What are the best ways to deal with debt?

Imagine that you wake up one morning and someone tells you that every single one of your debts has been written off. That crushing feeling lifts from your chest, and you no longer go through your life with a constant sense of dread. You’re free!

If you’re struggling with debt, I can promise that you’re not alone. In the UK, the average amount of debt per adult is over £30,000. The UK’s total interest payments on personal debt is estimated to be £45,431 million over the course of a year.

Debt has a way of making us feel isolated, ashamed and trapped. We often despair, and assume that life is always going to involve being chased for money that we can never pay. Creditors and debt collectors often rely on you to feel this way, in the hopes that it will pressure you to pay up.

However, there are a wide range of government approved schemes for you to deal with your debt, and get it written off either in part or in whole. It can be tempting to ignore the debt, but this won’t stop creditors contacting you, and possibly trying to take you to court. It never has to get to this stage (although, if it does, there are still many things you can do to manage and write off your debts). Let’s look at all the options you have for dealing with debt.

What are the best ways to deal with debt?

The best ways to deal with debt are to get it wholly or partly written off through an Individual Voluntary Arrangement (IVA), a Debt Relief Order (DRO), or by agreeing to a debt repayment plan that allows you to make reduced and manageable payments.

You could also declare bankruptcy, although this is not a decision to be taken lightly, as it will cause significant changes to your life and assets.

We’ll look at each of these options in detail, and consider their pros and cons, so you can discover the best solution for you. Always check the Financial Services register to see if if a debt organisation is government authorised.

Individual Voluntary Arrangement (IVA)

An Individual Voluntary Arrangement (IVA) is a government approved debt help scheme, which helps you if you’re struggling to repay your debts. An IVA is a formal agreement made between you and the people who you owe money to, and it is managed by an Insolvency Practitioner (IP).

An IVA allows you to pay back a small percentage of your total debt, and get the rest of it written off. At the end of the IVA (which runs for 5-6 years), no matter how much money you have left to pay back, the debt gets cleared. You will make small, monthly payments towards your debt, based on what you can afford. You should always be able to meet your essential household needs (electricity, warmth and food), so your Insolvency Practitioner will work with you to decide a budget, and a reasonable amount for the monthly repayment, based on what you can afford. IVA Advice offers free, qualified advice on whether you are eligible for an IVA, and how to get started on one.

The main advantages of an IVA is that it clears your debt for good after five years, while allowing you to keep key assets such as your home and car. It also stops your creditors from contacting you, putting an end to stressful and debilitating communication. Your creditors will no longer be allowed to contact you, and must communicate with you via your Insolvency Practitioner. However, getting an IVA does affect your credit rating for the duration that you have it. Have a look at our IVA pros and cons lists below, to help you decide if an IVA is right for you.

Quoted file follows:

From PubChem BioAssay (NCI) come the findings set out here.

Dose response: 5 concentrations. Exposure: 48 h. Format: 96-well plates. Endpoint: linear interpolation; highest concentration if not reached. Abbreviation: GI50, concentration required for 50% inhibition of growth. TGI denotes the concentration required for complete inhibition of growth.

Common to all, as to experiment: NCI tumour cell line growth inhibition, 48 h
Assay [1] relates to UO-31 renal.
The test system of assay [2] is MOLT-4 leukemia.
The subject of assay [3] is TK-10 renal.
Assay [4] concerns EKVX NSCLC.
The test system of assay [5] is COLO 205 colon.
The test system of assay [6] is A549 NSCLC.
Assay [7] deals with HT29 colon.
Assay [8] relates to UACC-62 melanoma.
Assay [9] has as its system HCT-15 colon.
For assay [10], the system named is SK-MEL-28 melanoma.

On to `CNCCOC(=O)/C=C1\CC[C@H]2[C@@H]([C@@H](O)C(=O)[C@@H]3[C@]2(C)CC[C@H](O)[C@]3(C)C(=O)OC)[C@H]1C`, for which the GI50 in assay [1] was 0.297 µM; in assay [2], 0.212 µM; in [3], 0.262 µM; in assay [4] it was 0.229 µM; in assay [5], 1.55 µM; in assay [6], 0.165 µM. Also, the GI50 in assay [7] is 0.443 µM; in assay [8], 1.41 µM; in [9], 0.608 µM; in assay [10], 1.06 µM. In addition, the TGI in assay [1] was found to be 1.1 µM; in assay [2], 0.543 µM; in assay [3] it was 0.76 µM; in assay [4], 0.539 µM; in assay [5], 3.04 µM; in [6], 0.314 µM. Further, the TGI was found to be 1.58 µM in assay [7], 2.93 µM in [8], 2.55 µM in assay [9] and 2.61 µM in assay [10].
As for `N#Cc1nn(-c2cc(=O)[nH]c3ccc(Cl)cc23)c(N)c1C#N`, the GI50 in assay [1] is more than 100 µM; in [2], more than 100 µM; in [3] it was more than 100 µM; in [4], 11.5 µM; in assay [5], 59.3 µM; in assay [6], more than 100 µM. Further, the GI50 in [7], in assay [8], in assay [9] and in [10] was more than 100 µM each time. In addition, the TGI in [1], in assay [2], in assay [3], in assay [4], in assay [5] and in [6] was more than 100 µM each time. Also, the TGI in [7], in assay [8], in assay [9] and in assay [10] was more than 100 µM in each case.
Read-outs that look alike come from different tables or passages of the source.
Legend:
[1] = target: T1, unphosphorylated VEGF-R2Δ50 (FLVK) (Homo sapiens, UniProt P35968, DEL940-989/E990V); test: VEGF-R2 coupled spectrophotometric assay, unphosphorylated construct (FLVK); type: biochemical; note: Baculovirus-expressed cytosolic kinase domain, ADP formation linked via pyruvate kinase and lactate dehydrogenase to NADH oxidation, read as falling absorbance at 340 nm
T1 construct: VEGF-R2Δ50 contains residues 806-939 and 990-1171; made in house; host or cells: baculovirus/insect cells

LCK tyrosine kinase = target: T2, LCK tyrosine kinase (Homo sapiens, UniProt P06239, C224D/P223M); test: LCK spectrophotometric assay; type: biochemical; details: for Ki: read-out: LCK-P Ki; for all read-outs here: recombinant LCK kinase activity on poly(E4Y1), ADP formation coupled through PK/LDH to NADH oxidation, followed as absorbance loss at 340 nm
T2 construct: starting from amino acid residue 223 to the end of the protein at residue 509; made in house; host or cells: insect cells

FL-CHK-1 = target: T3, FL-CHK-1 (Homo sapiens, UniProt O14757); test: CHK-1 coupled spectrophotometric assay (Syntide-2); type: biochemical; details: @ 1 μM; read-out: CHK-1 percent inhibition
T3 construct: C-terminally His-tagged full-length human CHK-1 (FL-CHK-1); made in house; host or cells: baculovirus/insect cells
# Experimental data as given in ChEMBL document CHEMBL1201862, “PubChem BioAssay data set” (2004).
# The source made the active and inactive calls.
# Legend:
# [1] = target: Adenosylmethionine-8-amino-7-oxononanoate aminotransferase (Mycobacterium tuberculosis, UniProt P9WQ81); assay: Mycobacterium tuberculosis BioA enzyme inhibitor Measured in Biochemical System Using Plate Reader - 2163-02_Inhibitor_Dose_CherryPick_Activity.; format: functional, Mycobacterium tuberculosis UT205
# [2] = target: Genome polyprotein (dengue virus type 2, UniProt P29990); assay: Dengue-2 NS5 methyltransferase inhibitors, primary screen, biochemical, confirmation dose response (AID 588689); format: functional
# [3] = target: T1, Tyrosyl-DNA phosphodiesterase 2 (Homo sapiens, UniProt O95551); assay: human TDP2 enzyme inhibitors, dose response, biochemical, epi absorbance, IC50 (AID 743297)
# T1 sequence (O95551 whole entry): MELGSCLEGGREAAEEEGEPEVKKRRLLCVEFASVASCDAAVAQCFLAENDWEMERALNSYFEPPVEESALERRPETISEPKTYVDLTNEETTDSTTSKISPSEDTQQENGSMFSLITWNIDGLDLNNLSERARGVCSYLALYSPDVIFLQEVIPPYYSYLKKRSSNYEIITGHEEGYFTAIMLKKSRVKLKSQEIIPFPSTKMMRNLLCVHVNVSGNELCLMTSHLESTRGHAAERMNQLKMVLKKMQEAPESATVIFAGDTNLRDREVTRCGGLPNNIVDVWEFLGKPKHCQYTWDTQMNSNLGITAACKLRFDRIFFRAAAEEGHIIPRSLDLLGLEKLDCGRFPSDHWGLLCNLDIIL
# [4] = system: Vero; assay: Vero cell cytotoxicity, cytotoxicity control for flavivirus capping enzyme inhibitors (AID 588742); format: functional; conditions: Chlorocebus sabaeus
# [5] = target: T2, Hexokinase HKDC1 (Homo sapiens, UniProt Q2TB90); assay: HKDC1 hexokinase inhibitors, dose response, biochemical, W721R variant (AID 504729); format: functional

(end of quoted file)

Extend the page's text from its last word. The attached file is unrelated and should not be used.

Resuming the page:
IVA Pros
  • Ends your debt for good (writes off debt after 5 years)
  • Affordable repayments
  • Stops your creditors from adding interest to your debt
  • Prevents any legal action
  • No more stressful contact with creditors
  • Protects important assets like your home and car – unlike DROs and bankruptcy
  • Protects your reputation, job and privacy
IVA Cons
  • Impacts your credit rating for the duration of the IVA
  • Windfall clause – you’ll have to declare and contribute any financial gifts you receive towards your debt
  • Banking restrictions – an IVA prevents you from getting a bank account with an overdraft, or a credit card

Debt relief Order (DRO)

If you owe less than £20,000 in total and you have very little spare cash and no valuable assets (such as your own house) you could get a Debt Relief Order. This is a personal insolvency process which gives you legal protection from your creditors, and writes off your debts after one year.

DRO pros

  • Your creditors will no longer be able to take legal action against you, stopping all stressful calls and letters
  • Offers quick escape from debt – once you enter a DRO, all debt it covers is written off after one year.

DRO cons

  • You must have less than £50 disposable income to be considered, and you can’t own your own home.
  • Affects your credit rating for a period of six years, and will impact future credit applications.
  • DROs only cover specific debts, so you may still be liable for certain debts, such as criminal fines or Child Maintenance Arrears, even after you take out a DRO.

Debt Management Plan (DMP)

A Debt Management Plan (DMP) is a really useful way of dealing with debt. A DMP either through a charity or a debt management company, allows you make reduced payments based on what you can afford, and freezes the interest on your debts. This stops you having to pay increasing interest on your debts, opening up the path to freedom from debt.